"It's seriously dangerous and precise supernatural business that's been lazily represented in media  - I'm looking at you, Hereditary! - and I think this might be one of the only times it’s been presented with a degree of accuracy. It's cool when creators find new ways to spotlight occult content and this is very much something we shot for with our witch character, Rick Wallace, who looks more like an L.L. Bean catalogue model than someone on the faculty at Hogwarts."

A woman in a tie in front of a statue

(Image credit: BOOM! Studios)

4 - PTSD Radio (Kodansha)

"This cryptic supernatural manga was a big influence on my collaborator Briane Andan’s artwork," says Gunter. "It's genuinely unsettling and presented in bite size snippets, like a haunted equivalent of Instagram stories."

Reading the book, which focuses on the legend of Ogushi-sama, the God of Hair, is a deeply unsettling experience, something which Gunter puts down to the real life strangeness its creators experienced while making the book.

"Artist writer Masaaki Nakayama and his team had a number of paranormal experiences which culminated in Nakayama getting an autoimmune disease. Thankfully he recovered but it clearly rattled him and the project went on hiatus," he explains.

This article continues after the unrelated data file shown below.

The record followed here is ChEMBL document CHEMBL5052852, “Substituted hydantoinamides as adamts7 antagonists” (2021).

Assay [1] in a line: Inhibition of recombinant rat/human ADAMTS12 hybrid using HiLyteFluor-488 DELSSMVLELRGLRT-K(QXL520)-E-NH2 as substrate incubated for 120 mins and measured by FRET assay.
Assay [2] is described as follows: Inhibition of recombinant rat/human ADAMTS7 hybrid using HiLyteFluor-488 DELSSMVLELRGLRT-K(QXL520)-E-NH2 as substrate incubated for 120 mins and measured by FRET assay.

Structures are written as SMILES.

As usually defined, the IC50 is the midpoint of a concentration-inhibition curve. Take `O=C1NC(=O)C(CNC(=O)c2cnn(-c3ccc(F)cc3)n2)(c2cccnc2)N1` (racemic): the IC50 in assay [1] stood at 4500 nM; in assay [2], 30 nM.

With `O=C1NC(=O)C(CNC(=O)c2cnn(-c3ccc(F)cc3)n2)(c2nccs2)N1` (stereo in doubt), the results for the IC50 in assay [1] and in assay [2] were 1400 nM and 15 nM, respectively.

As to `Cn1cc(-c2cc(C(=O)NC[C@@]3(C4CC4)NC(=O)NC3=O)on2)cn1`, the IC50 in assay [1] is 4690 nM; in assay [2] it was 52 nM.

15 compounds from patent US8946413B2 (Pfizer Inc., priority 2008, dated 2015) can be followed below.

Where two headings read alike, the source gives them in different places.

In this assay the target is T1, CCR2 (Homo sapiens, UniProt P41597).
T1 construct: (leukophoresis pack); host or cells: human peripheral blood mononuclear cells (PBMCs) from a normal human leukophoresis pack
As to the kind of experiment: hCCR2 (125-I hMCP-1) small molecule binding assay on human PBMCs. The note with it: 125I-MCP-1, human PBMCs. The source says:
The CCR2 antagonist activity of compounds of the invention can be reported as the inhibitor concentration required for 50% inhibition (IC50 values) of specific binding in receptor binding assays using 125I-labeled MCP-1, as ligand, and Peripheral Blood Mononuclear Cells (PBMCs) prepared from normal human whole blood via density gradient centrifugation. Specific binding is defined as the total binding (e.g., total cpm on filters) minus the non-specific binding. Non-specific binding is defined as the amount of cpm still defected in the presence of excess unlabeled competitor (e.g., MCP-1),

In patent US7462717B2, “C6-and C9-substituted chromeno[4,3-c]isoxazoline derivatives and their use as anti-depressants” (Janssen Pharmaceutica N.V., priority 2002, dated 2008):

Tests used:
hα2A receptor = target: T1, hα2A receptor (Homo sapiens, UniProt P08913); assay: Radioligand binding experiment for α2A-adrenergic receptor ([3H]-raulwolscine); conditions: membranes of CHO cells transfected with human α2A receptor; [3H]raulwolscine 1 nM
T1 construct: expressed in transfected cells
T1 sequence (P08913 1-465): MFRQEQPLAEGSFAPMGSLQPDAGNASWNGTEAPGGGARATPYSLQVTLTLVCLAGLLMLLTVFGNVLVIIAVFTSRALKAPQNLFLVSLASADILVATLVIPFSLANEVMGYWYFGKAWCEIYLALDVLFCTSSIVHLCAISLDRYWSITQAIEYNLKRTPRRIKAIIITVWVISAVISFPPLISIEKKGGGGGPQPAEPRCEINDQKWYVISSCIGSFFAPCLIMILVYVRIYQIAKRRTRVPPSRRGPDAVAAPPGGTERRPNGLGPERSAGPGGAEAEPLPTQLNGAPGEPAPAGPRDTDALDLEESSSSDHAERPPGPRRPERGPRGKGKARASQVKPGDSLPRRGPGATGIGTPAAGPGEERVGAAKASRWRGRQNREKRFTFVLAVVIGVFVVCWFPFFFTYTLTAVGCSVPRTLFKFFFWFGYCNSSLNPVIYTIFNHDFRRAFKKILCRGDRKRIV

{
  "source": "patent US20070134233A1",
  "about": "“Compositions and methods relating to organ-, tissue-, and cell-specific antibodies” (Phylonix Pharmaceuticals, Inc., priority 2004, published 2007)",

"I'm sure some folks might roll their eyes at this, but when you dedicate time and intention to a creative work focused on malefic supernatural stuff it can sometimes lead to those forces taking notice of you."

A sinister face

(Image credit: Kodansha)

5 - Shadows on the Grave (Dark Horse)

This final entry was written and drawn by 2012 Eisner Hall of Fame award winner Richard Corben, whose comics work spanned more than 50 years. "I try to stay away from hyperbole but Corben was legitimately the GOAT of all GOATs," Gunter enthuses. "An absolute master of horror and weird fiction storytelling who only got better with age." 

This eight-issue anthology was published in 2018 and covers everything from original horror shorts to a full-length fantasy epic, reminiscent of Corben's early work on Heavy Metal.

"Corben is like Mignola in that he always strikes a perfect balance between light and dark. There is a weight and a mass to his figures that is unlike any other artist in comics and he never ever skimps on anything visually. He gave 1000% on every page for every project he ever did. Reading his work is pure dark joy and I hope younger readers unfamiliar with his work will check him out." 

A scary zombie

(Image credit: Dark Horse Comics)

Grammaton Punch #1 is out now from Comixology Originals. If you're in the mood for more scary stuff, check out our list of the best horror comics.

Will Salmon
Comics Editor

Will Salmon is the Comics Editor for GamesRadar/Newsarama. He has been writing about comics, film, TV, and music for more than 15 years, which is quite a long time if you stop and think about it. At Future he has previously launched scary movie magazine Horrorville, relaunched Comic Heroes, and has written for every issue of SFX magazine for over a decade. He sometimes feels very old, like Guy Pearce in Prometheus. His music writing has appeared in The Quietus, MOJO, Electronic Sound, Clash, and loads of other places and he runs the micro-label Modern Aviation, which puts out experimental music on cassette tape.